Our Partner John Sills discusses why genuine openness from CEOs should continue once (if) everything goes back to normal
I’m Martin, Mike, Dave, Roger, and David, and I’m the CEO of a company you’ve used occasionally in the past.
I’m sorry I’ve not been in touch before. I thought you’d prefer to read our automated emails about our latest offers on all the things you can buy from us. And who wants to know about me anyway? My main job us to stay in touch with the shareholders, and make sure they’re getting what they want.
In fact, it’s been so hard to get hold of me that a special website has been set up - ceoemail.com – for when you’ve become fed up with our generic responses to your complex complaints.
But now, things are different. In a situation like this, you need certainty. You need to know that we’re doing all we can, that my focus is solely on helping you, and the people who work for me, to get through this tough time.
I have a lot to say to you. I want you to know what we’re doing to help, how our colleagues are being looked after, the safe environment we’re creating, and even how we’re working with our competitors to get through this.
I want you to know I’m a real person, too. A person with worries, concerns, friends I’m not seeing and family I care about. I want you to know that I genuinely understand.
And I want you to know it’s from me. Not a team of copywriters. Not a made-up name printed on the bottom of a letter to help manage the deluge of replies. But me, a real-life human being.
And actually, this is quite a nice way of doing things, isn’t it?
In the past few years, we’ve made lots of improvements to your customer experience. We’ve made sure you can get more stuff, more quickly, and more safely than ever before. You can get anything you need from us at the swipe of a screen and every question you have answered by Charlie our chatbot, without any need to speak to anyone with a pulse.
But when I think about it, maybe we’ve been too focussed on improving the functional experience and forgotting about the emotional one.
Because you’re no more satisfied as a customer than you were a decade ago. On the whole, you trust my company, and most big companies, less than you did in the past. And you seem to keep asking for GPs that know you, banks that understand you, and train journeys that allow you to enjoyably stare out of the window rather than disgustingly stand in someone’s armpit. Which isn’t an unreasonable request.
And whilst you seem to quite like our app and happy enough as long as we get the simple things right, you also seem to be moaning about us a lot on Twitter. We seem to be saying ‘sorry for the inconvenience’ a lot, too.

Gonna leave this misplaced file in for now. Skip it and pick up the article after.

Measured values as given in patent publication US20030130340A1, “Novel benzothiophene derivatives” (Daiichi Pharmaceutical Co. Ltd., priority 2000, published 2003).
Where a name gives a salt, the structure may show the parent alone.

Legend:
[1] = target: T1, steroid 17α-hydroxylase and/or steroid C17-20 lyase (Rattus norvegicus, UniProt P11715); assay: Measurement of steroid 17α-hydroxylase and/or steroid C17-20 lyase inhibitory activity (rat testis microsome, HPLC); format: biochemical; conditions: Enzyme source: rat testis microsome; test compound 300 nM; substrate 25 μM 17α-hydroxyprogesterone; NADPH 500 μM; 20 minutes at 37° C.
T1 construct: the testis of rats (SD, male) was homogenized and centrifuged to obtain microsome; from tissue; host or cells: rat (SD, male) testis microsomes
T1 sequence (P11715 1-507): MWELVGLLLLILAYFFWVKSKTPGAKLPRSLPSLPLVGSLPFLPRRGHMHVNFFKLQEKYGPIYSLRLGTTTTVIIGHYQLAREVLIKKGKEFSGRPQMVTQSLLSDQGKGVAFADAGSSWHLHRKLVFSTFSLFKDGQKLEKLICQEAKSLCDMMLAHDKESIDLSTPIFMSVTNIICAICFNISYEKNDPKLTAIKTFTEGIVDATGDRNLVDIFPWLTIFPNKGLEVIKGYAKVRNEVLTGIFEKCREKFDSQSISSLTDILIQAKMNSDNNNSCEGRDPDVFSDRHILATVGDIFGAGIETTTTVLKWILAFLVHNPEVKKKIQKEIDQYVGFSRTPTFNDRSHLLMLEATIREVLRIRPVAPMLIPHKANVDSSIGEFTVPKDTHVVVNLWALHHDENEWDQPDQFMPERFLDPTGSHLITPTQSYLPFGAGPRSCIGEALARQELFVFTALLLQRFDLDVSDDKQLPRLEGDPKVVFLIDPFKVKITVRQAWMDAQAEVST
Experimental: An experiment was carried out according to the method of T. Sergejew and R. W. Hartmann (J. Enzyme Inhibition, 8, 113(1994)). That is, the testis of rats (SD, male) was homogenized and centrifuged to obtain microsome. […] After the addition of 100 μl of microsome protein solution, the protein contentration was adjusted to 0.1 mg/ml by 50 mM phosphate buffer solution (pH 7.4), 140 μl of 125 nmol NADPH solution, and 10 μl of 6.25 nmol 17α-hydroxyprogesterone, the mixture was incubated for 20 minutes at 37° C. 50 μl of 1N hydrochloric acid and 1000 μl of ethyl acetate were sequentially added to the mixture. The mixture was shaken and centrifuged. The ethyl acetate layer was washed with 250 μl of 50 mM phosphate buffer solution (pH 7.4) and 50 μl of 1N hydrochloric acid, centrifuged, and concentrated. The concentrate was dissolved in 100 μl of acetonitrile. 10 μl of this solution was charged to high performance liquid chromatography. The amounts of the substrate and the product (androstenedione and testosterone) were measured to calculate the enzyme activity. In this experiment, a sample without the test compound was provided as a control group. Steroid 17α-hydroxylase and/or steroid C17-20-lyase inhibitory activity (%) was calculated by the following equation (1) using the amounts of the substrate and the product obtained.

And I think that’s because, for the bigger things in life, you still like the certainty that speaking to another human being can bring. That’s why you ask to speak to a manager when you’re not happy about how your complaint has been handled; why we transfer you to a real person once you’ve exhausted every possible IVR option we offer you; and why when you need a recommendation, you’re still more likely to ask a friend than trust Trusted Reviews.
So perhaps there’s some good to come from this pandemic. Not only do you know me now, but you know more about my business. I’ve told you everything about our supply chains, about our cost challenges, and about how we’re going to treat our colleagues now and in the future. And you’ve rightly decided to hold us to a higher standard, as the folk at BooHoo have recently found out.
Perhaps we can keep this going, and all be a little more like Guy at Riverford. I’ve heard that every week he writes to his customers with a personal thought on food, farming, politics, or his own personal failings. And on real paper too! I always thought it was quite old-fashioned, but it turns out his customers quite like it, as do his colleagues, who now own the company alongside him.
So what do you say, shall we stay in touch and see if we can rebuild our relationship? See if over time, you can begin to trust me again, and know that I really am trying to do the best thing for you, not just those who pay me? Or shall I go and hide back behind the curtain, let my CRM system do the talking for me, and just change my logo if I want to let you know what I think about what’s happening in the world?
Which would you prefer?
Take care, stay safe, and look after yourself and each other,
Signed, the CEO of every company you know